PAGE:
CCMV VLPs are widely tested for therapeutic delivery due to their pH-dependent capsid assembly [155]. CCMV VLPs were produced in plant cells, the particles were then disassembled in a high-salt concentration buffer at neutral pH. Reassembly and packaging followed by adding cargoes and dialyzing into an acidic buffer (at pH 4.5–4.8) [31,32,33], which can be used to package RNA replicons [156], or a neutral buffer which has been used with DNA cargoes [54]. CCMV VLPs were also produced using E. coli by expressing soluble capsid proteins, followed by purification and assembly in the presence of cargoes. To target subcutaneous cancers, folic acid (FA) was conjugated to CCMV capsid proteins [32,150]. Other VLPs obtained by in-vitro assembly were also tested for loading and drug delivery. Murine polyomavirus (MPyV) capsomeres fused to a desired protein were expressed in E. coli and the purified capsomeres were dialyzed resulting in the formation of VLPs containing the guest protein for delivery [75]. Zhao et al. described a method to deliver the chemotherapy drug doxorubicin (DOX) using rotavirus (RV). RV structural protein VP6 formed inclusion bodies during expression in E. coli, and the protein was then purified under denaturing condition (8 M urea). DOX was conjugated to denatured VP proteins and the assembly of VLPs occurred during protein dialysis into a low pH buffer [21].
For diagnostic purposes such as magnetic resonance imaging (MRI), magnetic nanoparticles can also be coated with capsid proteins and additionally endowed with a targeting function. VP1ΔC589, VP1wt or VP1N138C of SV40 were produced in Sf9 cells and pentamers were purified and assembled around magnetic nano-particles in MOPS (3-Morpholinopropane-1-sulfonic acid) buffer. The latter two particles were crosslinked with epidermal growth factor (EGF) for the targeting of EGFR expressing cells using heterobifunctional crosslinkers with N-hydoxysuccinimide and maleimide groups [151]. Similarly, SV40 VLPs produced in E. coli have been used to encapsulate quantum dots for imaging [152]. Brome mosaic virus (BMV) and Ross River virus (RRV) particles were also explored for medical imaging. The purified capsid proteins were mixed with functionalized gold nanoparticles (GNPs) and dialyzed against an assembly buffer. The encapsulation was regulated by the electrostatic interactions between capsid proteins and gold nanoparticles, followed by the capsid protein–capsid protein interactions [153,154].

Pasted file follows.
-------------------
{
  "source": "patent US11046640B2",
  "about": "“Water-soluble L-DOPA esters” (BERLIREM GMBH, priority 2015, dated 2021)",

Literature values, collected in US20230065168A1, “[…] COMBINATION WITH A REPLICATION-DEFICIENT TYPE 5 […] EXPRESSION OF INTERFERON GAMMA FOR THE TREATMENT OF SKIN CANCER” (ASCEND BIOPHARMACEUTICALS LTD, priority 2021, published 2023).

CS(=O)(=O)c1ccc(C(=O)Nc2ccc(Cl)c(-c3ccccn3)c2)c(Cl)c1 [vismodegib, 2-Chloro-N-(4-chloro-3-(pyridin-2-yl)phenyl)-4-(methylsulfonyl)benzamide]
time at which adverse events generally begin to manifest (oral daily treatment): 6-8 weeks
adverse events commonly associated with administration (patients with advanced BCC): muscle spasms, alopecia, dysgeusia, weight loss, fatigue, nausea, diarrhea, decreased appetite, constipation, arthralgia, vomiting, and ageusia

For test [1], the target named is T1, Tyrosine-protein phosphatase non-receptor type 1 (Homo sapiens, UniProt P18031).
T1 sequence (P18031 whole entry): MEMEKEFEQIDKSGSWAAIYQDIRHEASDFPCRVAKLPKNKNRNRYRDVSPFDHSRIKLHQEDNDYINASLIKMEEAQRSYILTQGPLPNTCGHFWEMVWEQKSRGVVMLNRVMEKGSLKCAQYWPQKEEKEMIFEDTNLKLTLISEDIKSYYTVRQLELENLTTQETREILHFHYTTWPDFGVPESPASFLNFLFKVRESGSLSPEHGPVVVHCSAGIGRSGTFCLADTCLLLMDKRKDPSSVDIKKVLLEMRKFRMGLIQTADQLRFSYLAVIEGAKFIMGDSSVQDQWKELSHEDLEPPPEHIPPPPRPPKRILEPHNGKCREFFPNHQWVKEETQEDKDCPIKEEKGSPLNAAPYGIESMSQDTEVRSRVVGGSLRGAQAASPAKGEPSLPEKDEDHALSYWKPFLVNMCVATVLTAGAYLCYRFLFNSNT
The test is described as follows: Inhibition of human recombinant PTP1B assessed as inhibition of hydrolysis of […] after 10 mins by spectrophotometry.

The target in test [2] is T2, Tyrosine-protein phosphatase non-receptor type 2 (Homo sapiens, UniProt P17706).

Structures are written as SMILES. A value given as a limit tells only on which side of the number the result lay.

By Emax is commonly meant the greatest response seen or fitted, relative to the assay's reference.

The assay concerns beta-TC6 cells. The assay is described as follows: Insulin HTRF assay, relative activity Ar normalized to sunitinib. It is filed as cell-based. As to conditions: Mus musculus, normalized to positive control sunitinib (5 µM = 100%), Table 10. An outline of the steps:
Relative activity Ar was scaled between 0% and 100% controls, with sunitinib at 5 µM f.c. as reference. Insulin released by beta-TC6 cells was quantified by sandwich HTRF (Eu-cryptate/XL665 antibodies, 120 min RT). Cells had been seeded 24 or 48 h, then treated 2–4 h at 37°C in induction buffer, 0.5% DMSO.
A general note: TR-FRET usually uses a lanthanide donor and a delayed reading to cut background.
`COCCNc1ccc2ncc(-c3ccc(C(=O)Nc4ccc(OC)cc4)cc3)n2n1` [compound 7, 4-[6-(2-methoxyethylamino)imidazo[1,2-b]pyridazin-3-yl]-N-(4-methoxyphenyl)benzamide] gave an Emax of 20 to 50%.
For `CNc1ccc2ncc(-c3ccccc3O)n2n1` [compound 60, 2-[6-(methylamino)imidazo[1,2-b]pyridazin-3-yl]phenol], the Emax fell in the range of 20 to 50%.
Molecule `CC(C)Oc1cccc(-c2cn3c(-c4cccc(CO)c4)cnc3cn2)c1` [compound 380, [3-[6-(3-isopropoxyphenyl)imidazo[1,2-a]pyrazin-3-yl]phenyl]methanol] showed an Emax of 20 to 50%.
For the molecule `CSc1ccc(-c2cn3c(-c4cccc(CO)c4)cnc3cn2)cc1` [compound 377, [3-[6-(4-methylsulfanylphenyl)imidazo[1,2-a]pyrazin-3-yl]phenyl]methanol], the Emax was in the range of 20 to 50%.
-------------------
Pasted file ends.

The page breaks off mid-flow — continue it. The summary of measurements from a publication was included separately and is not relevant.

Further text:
4. Conclusions

VLPs have been widely exploited for vaccine development and therapeutic delivery with success in the clinic and promising preclinical evaluations. In vitro VLP production technology has emerged as a versatile technology besides the in vivo method. The formation of VLPs under controllable and defined conditions enables the technology to create multi-vaccine candidates by combining different antigens within a particle while avoiding the unpredictable immune response related to possible host-related contaminations. In vitro assembly of VLPs also offers a feasible tool to control the packaging amount and cargo components for therapeutic delivery.
In vitro VLP assembly is a complex process and differs among viral capsids. Even though many in-vitro VLPs have been produced, it is still unclear whether all virus capsids are amenable to ex cella production. Many factors need to be optimized for each candidate to assemble VLPs in vitro, improve assembly yields, and enable large-scale production. Cell-free protein synthesis in combination with in vitro VLP assembly bears potential for the generation of various synthetic biology products at a smaller scale. In vitro VLPs have been widely used as VLP-based protein vaccines. When in vitro nucleic acid encapsidation becomes more accessible, in vitro VLPs might also become an efficient and safe technology for vector VLP vaccines, which deliver an antigen-coding sequence, or for gene therapy vectors for treating diseases. Also for other therapeutic delivery strategies, recent advances provided mostly a proof of concept. Further work is needed to fully tap the potential of in vitro VLPs, but the future looks bright.

Author Contributions